With the temperature topping 90 degrees in July, state police patrolling Interstate 69 pulled over a truck delivering meat and produce to Huntington and Logansport restaurants.
During a nearly three-hour inspection, a health official found chicken and pork at temperatures far above health safety limits; raw vegetables and mushrooms also were contaminated.
A malfunctioning refrigeration unit was blamed. The temperature in the truck was nearly 80 degrees, almost twice the 41 degrees considered safe, according to a report by the Fort Wayne-Allen County Department of Health.
The food – 12 boxes of chicken, five boxes of mushrooms and three boxes of pork rolls – was ordered destroyed.
While the vast majority of refrigerated trucks pass inspection, “hot trucks” have heightened awareness of food transport in Indiana, which has gained a national reputation for pursuing violators.
State troopers in the west-central part of the state have been particularly aggressive in citing trucks for food violations. Media “ride-alongs” with troopers disclosed widespread incidents of questionable food heading to restaurants.
Allen County has had more than 15 inspections in the last year, though only one – the July 23 stop on southbound I-69 between Coldwater and Auburn roads – resulted in violations.
That might change.
State police are currently determining where troopers should be trained in basic food handling to provide a statewide approach to what Indiana State Police Capt. Wayne Andrews calls a serious health problem.
“It’s one of our priorities right now to get that northeast sector of the state a little more bolstered,” said Andrews, assistant commander of the agency’s commercial vehicle enforcement division.
Because bacteria can grow in food kept at high temperatures – causing illness or death – hot delivery trucks are an important health issue.
A state law that took effect in July allows state police to issue a Class A infraction with a maximum $10,000 fine for food that’s 2 degrees above the acceptable temperature, that appears spoiled or risks cross-contamination for being improperly loaded.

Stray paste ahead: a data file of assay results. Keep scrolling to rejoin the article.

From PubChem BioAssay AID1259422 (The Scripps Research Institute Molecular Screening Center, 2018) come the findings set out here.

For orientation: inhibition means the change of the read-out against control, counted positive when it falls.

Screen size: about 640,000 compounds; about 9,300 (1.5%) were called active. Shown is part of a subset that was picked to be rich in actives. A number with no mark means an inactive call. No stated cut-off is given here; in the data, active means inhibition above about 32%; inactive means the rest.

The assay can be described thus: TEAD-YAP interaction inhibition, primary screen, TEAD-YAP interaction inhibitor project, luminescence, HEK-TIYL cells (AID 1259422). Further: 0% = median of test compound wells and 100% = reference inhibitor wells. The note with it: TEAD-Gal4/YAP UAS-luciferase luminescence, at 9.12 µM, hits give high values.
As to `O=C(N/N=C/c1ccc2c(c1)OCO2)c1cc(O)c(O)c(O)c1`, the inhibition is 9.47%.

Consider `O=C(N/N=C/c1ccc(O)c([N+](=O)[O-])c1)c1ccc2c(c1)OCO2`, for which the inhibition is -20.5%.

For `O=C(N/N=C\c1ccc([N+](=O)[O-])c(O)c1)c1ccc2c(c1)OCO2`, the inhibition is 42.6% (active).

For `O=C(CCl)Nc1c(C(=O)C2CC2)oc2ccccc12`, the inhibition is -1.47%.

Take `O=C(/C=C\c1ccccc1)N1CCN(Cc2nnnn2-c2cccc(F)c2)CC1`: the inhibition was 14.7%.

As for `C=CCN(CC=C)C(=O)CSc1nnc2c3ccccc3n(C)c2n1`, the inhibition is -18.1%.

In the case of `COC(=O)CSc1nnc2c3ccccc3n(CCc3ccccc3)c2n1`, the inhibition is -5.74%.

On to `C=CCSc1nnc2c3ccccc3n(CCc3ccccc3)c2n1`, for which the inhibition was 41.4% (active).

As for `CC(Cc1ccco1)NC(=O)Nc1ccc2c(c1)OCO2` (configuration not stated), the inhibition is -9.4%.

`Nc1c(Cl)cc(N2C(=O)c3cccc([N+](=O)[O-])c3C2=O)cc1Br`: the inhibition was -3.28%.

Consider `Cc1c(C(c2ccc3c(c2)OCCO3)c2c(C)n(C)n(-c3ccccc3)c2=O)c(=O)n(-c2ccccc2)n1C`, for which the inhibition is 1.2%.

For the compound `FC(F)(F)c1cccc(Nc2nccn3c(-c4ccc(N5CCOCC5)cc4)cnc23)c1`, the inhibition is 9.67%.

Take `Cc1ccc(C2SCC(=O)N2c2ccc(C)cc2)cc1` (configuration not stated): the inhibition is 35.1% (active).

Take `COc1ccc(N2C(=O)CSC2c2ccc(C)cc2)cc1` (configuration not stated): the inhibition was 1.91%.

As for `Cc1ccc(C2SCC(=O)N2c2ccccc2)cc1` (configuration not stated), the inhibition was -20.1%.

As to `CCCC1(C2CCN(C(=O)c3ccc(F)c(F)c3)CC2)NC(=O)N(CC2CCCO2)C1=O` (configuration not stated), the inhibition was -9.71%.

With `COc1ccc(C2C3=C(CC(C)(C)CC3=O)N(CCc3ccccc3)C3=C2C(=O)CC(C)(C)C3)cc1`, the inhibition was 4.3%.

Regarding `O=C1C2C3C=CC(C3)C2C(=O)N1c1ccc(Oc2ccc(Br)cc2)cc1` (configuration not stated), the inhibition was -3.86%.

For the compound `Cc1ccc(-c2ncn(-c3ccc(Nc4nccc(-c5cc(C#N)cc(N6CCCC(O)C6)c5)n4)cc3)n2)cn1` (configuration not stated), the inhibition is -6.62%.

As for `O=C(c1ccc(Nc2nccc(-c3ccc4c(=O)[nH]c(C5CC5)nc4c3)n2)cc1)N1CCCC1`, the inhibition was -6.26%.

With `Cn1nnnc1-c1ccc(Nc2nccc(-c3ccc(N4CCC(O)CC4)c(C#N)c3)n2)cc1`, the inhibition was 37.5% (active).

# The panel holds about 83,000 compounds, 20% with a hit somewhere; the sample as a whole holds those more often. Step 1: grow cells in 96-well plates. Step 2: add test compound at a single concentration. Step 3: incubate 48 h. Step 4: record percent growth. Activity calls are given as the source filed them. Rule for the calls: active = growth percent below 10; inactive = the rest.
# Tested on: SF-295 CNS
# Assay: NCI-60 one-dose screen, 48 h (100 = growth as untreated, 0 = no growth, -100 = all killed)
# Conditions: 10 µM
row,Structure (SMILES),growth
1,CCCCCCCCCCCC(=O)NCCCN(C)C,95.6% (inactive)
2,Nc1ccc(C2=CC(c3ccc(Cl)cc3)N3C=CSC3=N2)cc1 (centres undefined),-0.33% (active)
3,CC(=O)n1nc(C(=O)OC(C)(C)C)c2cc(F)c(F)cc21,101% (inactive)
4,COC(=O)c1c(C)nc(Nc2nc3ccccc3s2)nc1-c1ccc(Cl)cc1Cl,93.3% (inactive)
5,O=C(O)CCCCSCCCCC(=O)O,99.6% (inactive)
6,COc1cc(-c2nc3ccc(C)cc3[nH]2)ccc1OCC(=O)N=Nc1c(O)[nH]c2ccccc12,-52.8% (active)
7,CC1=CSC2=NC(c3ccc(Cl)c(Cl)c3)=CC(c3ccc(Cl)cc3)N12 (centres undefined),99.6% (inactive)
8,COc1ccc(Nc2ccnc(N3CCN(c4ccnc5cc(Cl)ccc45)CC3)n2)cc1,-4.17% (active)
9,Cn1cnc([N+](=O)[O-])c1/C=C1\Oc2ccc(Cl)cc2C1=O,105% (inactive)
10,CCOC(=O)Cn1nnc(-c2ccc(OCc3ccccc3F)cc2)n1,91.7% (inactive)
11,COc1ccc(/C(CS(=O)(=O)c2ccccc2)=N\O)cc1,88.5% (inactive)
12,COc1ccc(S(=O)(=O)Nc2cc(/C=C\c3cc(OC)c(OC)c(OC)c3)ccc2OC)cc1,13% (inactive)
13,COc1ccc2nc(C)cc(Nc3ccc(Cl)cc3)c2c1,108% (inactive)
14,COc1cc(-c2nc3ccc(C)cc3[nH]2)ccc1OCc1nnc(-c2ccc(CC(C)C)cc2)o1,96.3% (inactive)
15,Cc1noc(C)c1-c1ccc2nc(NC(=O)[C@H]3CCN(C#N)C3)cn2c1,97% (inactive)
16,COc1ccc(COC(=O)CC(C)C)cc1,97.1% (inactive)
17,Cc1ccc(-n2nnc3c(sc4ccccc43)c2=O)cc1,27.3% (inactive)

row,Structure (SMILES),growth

Indiana is the only state to give troopers such authority, Andrews said. Before the law change, if a local health department official was unavailable to make those determinations the truck was released.
“That’s what’s scary, and that’s what we just couldn’t live with,” Andrews said.
Of the roughly 640 food truck inspections between October 2011, and July 31 of this year, 22 were referred to health departments for enforcement action, according to Indiana State Police records. Food violations are listed on 15 of the reports.
Of those 15, nine were in the adjacent counties of Clinton and Tippecanoe.
“The guys, particularly in the Lafayette area, really, really focused in on it. They just enjoyed getting them, because they’d see so much of it,” Andrews said. “We have concentrations of violators around the Bloomington area and around the Lafayette area. I’m sure we have them in the Fort Wayne area as well.”
Sgt. Ron Galaviz, spokesman for the Fort Wayne ISP post, said local troopers aren’t stopping trucks just to inspect food shipments.
“As they’re doing their inspection they’re looking for a multitude of things, obviously a number of different violations, and they’re also looking for telltale signs,” he said. “If they stop a refrigerated truck and the driver hustles out of the truck to start the refrigeration unit, that’s a red flag; … why is he doing that now?”
Tom Didier, who works for a large food distribution company, said there is a noticeable difference between big distributors and small ones. Large companies, he said, have safety guidelines to protect public health by not cutting corners.
“When you’re messing with food, you’re messing with people’s lives,” said Didier, who is also a Fort Wayne city councilman. “They’re trusting that you are going to be selling them quality food so that they are not going to get sick.”